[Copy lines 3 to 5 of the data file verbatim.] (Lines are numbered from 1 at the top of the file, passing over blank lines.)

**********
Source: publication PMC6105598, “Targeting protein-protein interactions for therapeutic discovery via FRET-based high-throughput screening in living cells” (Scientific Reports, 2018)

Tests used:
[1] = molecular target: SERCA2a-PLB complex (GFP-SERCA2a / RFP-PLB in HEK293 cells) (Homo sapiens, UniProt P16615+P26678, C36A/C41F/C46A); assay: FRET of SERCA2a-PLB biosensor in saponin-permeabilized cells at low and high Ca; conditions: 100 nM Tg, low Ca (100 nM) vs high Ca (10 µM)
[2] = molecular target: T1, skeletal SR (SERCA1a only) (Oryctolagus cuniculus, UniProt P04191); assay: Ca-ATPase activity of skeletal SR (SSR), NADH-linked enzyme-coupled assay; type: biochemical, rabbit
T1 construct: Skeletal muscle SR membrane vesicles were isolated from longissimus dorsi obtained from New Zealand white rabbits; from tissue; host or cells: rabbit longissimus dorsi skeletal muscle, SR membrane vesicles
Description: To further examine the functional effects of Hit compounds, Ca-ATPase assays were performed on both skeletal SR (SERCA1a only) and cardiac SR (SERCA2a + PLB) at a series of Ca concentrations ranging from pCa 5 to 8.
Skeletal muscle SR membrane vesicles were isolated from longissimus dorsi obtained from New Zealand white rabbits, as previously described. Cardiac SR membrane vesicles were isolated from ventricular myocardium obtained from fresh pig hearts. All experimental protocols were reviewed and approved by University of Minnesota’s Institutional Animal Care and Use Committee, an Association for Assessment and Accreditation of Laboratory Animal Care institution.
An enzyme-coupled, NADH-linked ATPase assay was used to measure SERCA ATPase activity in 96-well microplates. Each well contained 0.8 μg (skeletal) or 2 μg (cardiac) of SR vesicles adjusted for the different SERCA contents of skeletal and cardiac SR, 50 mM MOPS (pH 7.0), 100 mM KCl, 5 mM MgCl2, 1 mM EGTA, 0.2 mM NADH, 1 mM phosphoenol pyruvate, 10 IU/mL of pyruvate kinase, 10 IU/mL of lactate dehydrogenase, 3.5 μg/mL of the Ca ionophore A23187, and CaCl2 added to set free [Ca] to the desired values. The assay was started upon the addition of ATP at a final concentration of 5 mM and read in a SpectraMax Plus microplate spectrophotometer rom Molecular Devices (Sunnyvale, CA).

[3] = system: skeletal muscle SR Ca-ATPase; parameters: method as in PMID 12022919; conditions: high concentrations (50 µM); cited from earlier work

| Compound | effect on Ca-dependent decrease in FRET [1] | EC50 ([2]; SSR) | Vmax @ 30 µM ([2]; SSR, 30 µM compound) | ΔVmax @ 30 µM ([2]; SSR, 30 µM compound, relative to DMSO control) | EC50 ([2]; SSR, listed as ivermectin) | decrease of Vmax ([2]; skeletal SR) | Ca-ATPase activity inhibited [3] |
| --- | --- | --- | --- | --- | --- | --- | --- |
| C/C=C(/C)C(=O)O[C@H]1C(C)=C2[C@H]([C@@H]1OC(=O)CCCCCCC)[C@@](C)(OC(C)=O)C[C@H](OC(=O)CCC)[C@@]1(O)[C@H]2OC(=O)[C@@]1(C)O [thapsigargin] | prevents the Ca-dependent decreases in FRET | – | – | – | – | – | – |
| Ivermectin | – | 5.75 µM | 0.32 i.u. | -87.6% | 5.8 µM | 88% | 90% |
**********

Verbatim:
[1] = molecular target: SERCA2a-PLB complex (GFP-SERCA2a / RFP-PLB in HEK293 cells) (Homo sapiens, UniProt P16615+P26678, C36A/C41F/C46A); assay: FRET of SERCA2a-PLB biosensor in saponin-permeabilized cells at low and high Ca; conditions: 100 nM Tg, low Ca (100 nM) vs high Ca (10 µM)
[2] = molecular target: T1, skeletal SR (SERCA1a only) (Oryctolagus cuniculus, UniProt P04191); assay: Ca-ATPase activity of skeletal SR (SSR), NADH-linked enzyme-coupled assay; type: biochemical, rabbit
T1 construct: Skeletal muscle SR membrane vesicles were isolated from longissimus dorsi obtained from New Zealand white rabbits; from tissue; host or cells: rabbit longissimus dorsi skeletal muscle, SR membrane vesicles